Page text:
“Watch and wristband shipments will reach a combined total of 100 million shipments in 2016, up from 72.2 million in 2015,” according to a news release. “Other form factors, such as clothing, eyewear, and hearables, are expected to reach 9.8 million units in 2016 and will more than double their share by 2020. This will open the door for new experiences, use cases, and applications going forward.
Dr. Scott Barry Kaufman When he was young, Kaufman had central auditory processing disorder, which made it hard for him to process verbal information in real time. He was asked to repeat third grade because he was considered a “slow” learner.
Kaufman thinks the traditional IQ test does a good job of measuring general cognitive ability, but says it misses all the ways that ability interacts with engagement. An individual’s goals within the learning classroom and excitement about a topic affect how he or she pursues learning, none of which is captured on IQ tests. Worse, those tests are often used to filter people in or out of special programs.
FOUR PRACTICES TO CULTIVATE CHILDREN’S CREATIVITY
allowing more solitary reflective time in kids’ schedules. Whether it’s the constant demands on attention at school or in after-school activities, there often isn’t enough time in a child’s day when she can switch off the executive functioning network and tap into the imagination network.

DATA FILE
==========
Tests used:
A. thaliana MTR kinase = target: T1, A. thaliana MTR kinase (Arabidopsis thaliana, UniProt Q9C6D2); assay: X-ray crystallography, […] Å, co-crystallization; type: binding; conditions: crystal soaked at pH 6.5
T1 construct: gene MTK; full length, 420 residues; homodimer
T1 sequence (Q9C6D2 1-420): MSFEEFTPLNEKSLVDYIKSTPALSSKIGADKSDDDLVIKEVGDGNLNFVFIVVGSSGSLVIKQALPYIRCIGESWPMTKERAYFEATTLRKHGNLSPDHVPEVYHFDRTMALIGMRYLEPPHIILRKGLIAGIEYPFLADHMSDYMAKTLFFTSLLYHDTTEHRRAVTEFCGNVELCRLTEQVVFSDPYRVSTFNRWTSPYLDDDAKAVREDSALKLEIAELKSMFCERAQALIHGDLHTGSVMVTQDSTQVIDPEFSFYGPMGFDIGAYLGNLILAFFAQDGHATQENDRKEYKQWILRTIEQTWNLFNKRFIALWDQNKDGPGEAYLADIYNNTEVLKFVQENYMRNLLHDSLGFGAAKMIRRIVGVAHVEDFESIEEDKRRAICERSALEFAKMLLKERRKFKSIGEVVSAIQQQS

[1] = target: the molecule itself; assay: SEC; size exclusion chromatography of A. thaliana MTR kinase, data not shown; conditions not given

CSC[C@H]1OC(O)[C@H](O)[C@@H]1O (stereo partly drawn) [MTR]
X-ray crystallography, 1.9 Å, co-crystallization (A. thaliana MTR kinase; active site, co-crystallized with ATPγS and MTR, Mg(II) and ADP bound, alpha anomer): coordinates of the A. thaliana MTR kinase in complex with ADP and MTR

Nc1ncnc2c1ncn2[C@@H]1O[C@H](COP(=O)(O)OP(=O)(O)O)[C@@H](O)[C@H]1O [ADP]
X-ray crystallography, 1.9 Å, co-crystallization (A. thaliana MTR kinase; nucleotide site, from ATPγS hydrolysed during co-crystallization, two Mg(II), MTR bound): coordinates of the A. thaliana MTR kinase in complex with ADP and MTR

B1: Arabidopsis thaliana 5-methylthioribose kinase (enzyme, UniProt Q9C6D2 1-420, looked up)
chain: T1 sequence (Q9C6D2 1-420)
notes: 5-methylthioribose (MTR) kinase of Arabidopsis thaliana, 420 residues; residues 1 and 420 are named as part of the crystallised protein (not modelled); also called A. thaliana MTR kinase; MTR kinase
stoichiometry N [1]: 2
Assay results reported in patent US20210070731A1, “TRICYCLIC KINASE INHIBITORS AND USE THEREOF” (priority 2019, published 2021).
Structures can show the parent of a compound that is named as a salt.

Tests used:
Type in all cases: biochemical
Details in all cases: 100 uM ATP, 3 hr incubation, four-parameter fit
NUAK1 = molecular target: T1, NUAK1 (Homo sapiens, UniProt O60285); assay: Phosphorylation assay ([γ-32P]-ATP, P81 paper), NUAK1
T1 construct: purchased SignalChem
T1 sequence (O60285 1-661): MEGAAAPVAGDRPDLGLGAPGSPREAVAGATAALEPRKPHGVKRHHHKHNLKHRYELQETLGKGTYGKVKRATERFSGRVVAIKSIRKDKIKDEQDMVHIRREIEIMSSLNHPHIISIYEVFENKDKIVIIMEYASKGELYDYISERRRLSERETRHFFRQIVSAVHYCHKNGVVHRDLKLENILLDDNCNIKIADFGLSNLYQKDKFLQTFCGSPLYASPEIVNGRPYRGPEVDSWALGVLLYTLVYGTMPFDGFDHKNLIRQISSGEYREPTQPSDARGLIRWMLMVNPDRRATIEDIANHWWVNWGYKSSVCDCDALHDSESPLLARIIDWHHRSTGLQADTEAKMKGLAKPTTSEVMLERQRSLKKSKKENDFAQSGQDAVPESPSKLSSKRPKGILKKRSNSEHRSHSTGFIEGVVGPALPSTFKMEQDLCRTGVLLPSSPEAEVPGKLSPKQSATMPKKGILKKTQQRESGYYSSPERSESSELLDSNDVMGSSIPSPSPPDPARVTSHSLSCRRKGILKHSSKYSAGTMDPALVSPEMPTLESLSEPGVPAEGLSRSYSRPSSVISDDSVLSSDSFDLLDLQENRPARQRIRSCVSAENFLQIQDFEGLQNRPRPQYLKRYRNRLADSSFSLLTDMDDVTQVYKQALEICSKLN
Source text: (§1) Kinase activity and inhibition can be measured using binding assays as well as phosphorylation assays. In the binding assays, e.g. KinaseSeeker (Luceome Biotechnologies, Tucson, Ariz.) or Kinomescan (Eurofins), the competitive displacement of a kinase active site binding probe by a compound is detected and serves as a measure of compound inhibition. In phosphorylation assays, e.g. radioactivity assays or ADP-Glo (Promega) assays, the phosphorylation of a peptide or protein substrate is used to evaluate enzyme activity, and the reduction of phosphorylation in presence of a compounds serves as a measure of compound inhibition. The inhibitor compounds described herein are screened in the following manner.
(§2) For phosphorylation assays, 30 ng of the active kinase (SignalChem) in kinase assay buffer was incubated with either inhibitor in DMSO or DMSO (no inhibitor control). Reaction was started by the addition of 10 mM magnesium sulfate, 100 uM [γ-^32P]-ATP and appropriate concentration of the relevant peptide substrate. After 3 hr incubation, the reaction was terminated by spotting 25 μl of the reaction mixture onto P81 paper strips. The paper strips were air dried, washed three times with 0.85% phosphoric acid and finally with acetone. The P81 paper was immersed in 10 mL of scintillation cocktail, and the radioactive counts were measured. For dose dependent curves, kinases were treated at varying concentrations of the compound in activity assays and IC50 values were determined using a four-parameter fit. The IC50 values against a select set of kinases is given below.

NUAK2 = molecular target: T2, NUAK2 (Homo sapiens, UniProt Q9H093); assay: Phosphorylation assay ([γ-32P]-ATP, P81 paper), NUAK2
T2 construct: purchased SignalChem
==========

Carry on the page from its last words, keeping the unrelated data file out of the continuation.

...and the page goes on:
“We support obsessive passion, but not harmonious passion,” Kaufman said. He defines harmonious passion as a core part of people’s identity that makes them feel good about themselves. Harmonious passion is characterized by flexible engagement, where a child can abandon the pursuit if it isn’t paying dividends.
give young kids a diverse set of experiences in order to increase the chances of inspiration. “Lots of things add meaning to our lives,” he said.
educators, parents, and policymakers need to reset their mindsets around student ability. “Kids who think differently are not appreciated in our school system at all
it’s even worth measuring imagination, but Kaufman believes that measurement is important so researchers can see how changing behavior affects creative achievement. But he hopes the measurements are never used as another sorting mechanism.
My note: Kaufman makes a new call for an old trend. The futility of testing is raging across the United States K12 system. Higher education is turned into the last several decades (similarly to the United States health care system) into a cash cow. When the goal is profit, then good education goes down the drain. Cultivating children’s creativity cannot happen, when the foremost goals to make more money, which inevitably entails spending less cash (not only on teacher’s salaries).
Ransomware is a type of malware that restricts access to the infected computer system in some way, and demands that the user pay a ransom to the malware operators to remove the restriction. Some forms of ransomware systematically encrypt files on the system’s hard drive, which become difficult or impossible to decrypt without paying the ransom for the encryption key, while some may simply lock the system and display messages intended to coax the user into paying. Ransomware typically propagates as a trojan, whose payload is disguised as a seemingly legitimate file.